Introduction: USB Stereo Amplifier On-The-Cheap (<$25) From Broken Headset

Picture of USB Stereo Amplifier On-The-Cheap (<$25) From Broken Headset

This instructable uses the guts from a busted USB headset, and a little amplifier board, to make a pretty nice sounding USB stereo amplifier for unpowered speakers (Nowadays there are a lot of nice stereo speakers to be had at garage sales). To my ears, this sounds WAY better than most computer sound systems, and ended up costing me less than $25.

I built this into a little cookie tin and added a volume knob and a pilot light, but these are optional.

It helps to have a little bit of soldering experience. The amplifier board is already built, but soldering wires onto the headset PCB can be tricky if it's really tiny. The one I used wasn't horribly small, but newer ones may be harder to work on.


Step 1: The USB Headset Dongle

Picture of The USB Headset Dongle

Most USB headsets have a "dongle" where the electronics live. The USB cable goes in one end (the top in this picture), and the analog audio lines go out the other (bottom in the picture).

To find the right connections, you have two options:

1) Cut the cable to the headphones and find the right and left audio output wires. An oscilloscope helps here.
2) Carefully crack open the dongle and find the connections on the circuit board. If your lucky, the pads will be labeled. My board said "R, L, and G", but I checked them anyway.

You want to make sure you don't have the microphone line because that's an input and not an output.

You may have to trace out the board with an oscilloscope to find the outputs. Also, for this step I like to send out a sine wave because it's easy to see on an o'scope. What I did is plug the USB end into a PC and run Audacity (a free audio editing program), which lets you output sinewaves. Audacity has Windows, Mac, and Linux versions.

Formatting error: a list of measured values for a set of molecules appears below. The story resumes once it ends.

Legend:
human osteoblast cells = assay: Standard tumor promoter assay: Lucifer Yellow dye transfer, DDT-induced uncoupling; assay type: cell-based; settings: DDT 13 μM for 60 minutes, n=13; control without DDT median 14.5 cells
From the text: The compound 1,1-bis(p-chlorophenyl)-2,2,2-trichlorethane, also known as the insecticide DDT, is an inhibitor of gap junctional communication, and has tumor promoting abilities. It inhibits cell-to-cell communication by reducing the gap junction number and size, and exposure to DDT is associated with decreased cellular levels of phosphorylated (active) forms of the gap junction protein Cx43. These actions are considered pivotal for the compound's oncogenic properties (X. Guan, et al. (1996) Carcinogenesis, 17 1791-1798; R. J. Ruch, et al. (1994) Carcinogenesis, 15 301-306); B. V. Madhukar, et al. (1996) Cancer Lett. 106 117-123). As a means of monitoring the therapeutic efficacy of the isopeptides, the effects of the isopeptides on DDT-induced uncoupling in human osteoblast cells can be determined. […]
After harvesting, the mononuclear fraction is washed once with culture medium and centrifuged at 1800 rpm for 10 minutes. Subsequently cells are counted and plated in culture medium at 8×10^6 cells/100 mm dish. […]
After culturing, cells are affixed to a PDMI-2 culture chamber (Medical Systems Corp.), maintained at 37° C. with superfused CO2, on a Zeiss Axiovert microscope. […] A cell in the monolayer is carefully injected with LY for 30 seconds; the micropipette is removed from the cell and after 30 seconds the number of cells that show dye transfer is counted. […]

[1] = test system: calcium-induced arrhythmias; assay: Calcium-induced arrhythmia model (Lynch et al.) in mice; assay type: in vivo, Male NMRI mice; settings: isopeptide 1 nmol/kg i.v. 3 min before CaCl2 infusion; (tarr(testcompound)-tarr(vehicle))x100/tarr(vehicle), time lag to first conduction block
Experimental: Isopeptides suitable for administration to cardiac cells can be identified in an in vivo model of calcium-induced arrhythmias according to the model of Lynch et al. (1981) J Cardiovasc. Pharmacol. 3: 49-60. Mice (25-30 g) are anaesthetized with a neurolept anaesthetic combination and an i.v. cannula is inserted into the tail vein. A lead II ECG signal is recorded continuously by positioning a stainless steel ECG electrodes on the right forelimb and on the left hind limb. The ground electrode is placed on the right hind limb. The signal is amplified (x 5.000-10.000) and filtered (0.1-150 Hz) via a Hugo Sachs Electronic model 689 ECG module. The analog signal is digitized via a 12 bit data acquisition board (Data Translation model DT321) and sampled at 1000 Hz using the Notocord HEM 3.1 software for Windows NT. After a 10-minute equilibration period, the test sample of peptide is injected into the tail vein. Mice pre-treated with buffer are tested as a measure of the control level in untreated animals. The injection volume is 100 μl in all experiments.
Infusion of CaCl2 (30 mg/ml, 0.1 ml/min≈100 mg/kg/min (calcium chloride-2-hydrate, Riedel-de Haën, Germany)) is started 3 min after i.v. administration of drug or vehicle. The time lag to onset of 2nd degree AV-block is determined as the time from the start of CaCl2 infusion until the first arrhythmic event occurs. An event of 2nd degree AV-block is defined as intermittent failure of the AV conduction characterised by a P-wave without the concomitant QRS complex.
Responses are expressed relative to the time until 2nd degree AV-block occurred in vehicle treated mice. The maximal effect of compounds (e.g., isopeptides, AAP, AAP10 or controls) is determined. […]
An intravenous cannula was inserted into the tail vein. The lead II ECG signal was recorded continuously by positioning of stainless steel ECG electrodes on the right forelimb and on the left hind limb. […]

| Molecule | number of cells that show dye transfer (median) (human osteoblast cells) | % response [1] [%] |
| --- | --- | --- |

In my headset, the wires to the headphone were too fine to solder, so I removed them and used a different cable. You'll need a 2 conductor wire with a shield if you replace the audio signal wires.

Step 2: Amplifier Board

Picture of Amplifier Board

Now that you have a USB "DAC" ready, we need an audio amp. There are many low cost 10 watt or so amps on eBay or elsewhere. I chose a Sure Electronics 15W/channel board that can be had for less than $12. Search eBay for "TA2024 15W Stereo Mini T-Amp"

These amps have a loyal internet following, and if you want to go further and add some "golden ear" modifications, check out the DIY Audio Forum: http://www.diyaudio.com/index.php

You will also need a 12 Volt, 2 Amp power supply to power the board. I used a surplus wall adapter, but any clean 12V 2A supply will work.

Step 3: Diagram

Picture of Diagram

Here's a block diagram of the hookup. It's pretty basic. As I mentioned before, you can add a volume knob and several circuit enhancements using info on the DIY Audio forum.

Step 4: Wrap Up

Picture of Wrap Up

Here's the final hookup. Some additional points:

1) The speaker output "-" termnials are NOT the same a GND. They can't be connected to GND nor to each other. That means this amplifier board cannot be used for headphones, which usually have a common ground for right and left speakers. if you buy the same board I used, it will come with warnings about this.

2) I had some noise and had to change the plastic box shown holding the dongle to a metal one. I also connected this case to GND on the dongle PCB. If starting over, it would probably be best to put the dongle inside the amplifier box. That would also make a neater set up, but would require a longer USB cable and bit more soldering.

3) Sound quality - I'm not a "golden ear", but I know Hi-Fi pretty well and am aware of the typical issues that ruin sound. From what I can hear, the DACs in these headsets are pretty good, even in the cheap ones. The reason the headsets sound poor (Hi-Fi wise) is more due to the transducers than the electronics. When you grab the signal and give it to a decent amp and speakers, you far exceed what computer speakers can do.

4) On any reasonably late model Mac or Windows (I don't know Linux, but probably that too) you can plug in the USB plug from any headset and it should be instantly recognized as a USB audio device. You don't have to install any drivers or other software. You may however have to go into your computer audio or "Sound" settings (in "System Preferences" on Mac, or "Control Panel" on Windows) and select the "USB audio" output (or similarly named) device from a menu. On my no-name headset, it showed up as "Unknown USB Audio Device".

Have fun and don't throw out those busted USB headsets!!!

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